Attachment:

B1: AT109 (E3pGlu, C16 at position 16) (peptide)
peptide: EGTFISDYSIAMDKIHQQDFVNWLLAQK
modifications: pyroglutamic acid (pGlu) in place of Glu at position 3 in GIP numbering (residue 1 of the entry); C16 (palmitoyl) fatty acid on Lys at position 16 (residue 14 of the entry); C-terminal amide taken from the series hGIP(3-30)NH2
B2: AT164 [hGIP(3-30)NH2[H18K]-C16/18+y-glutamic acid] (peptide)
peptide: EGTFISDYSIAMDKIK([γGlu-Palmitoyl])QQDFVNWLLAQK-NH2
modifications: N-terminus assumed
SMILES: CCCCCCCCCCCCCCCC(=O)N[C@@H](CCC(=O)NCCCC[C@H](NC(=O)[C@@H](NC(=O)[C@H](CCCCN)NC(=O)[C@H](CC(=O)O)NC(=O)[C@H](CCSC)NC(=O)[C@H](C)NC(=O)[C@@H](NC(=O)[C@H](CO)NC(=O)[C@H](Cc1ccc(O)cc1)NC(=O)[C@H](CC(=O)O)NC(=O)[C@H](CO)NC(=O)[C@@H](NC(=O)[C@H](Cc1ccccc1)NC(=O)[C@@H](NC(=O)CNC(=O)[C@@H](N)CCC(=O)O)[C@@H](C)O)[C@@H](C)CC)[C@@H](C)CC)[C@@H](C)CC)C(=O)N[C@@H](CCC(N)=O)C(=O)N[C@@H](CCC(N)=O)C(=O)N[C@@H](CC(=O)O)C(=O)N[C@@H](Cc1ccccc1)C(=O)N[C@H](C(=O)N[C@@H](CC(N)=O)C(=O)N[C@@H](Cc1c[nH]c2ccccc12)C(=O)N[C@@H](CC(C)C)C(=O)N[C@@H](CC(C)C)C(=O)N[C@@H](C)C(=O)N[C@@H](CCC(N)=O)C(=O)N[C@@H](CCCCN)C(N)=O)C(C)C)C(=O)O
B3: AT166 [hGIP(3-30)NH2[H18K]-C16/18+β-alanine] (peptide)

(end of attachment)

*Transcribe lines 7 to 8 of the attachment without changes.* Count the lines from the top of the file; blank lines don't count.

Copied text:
SMILES: CCCCCCCCCCCCCCCC(=O)N[C@@H](CCC(=O)NCCCC[C@H](NC(=O)[C@@H](NC(=O)[C@H](CCCCN)NC(=O)[C@H](CC(=O)O)NC(=O)[C@H](CCSC)NC(=O)[C@H](C)NC(=O)[C@@H](NC(=O)[C@H](CO)NC(=O)[C@H](Cc1ccc(O)cc1)NC(=O)[C@H](CC(=O)O)NC(=O)[C@H](CO)NC(=O)[C@@H](NC(=O)[C@H](Cc1ccccc1)NC(=O)[C@@H](NC(=O)CNC(=O)[C@@H](N)CCC(=O)O)[C@@H](C)O)[C@@H](C)CC)[C@@H](C)CC)[C@@H](C)CC)C(=O)N[C@@H](CCC(N)=O)C(=O)N[C@@H](CCC(N)=O)C(=O)N[C@@H](CC(=O)O)C(=O)N[C@@H](Cc1ccccc1)C(=O)N[C@H](C(=O)N[C@@H](CC(N)=O)C(=O)N[C@@H](Cc1c[nH]c2ccccc12)C(=O)N[C@@H](CC(C)C)C(=O)N[C@@H](CC(C)C)C(=O)N[C@@H](C)C(=O)N[C@@H](CCC(N)=O)C(=O)N[C@@H](CCCCN)C(N)=O)C(C)C)C(=O)O
B3: AT166 [hGIP(3-30)NH2[H18K]-C16/18+β-alanine] (peptide)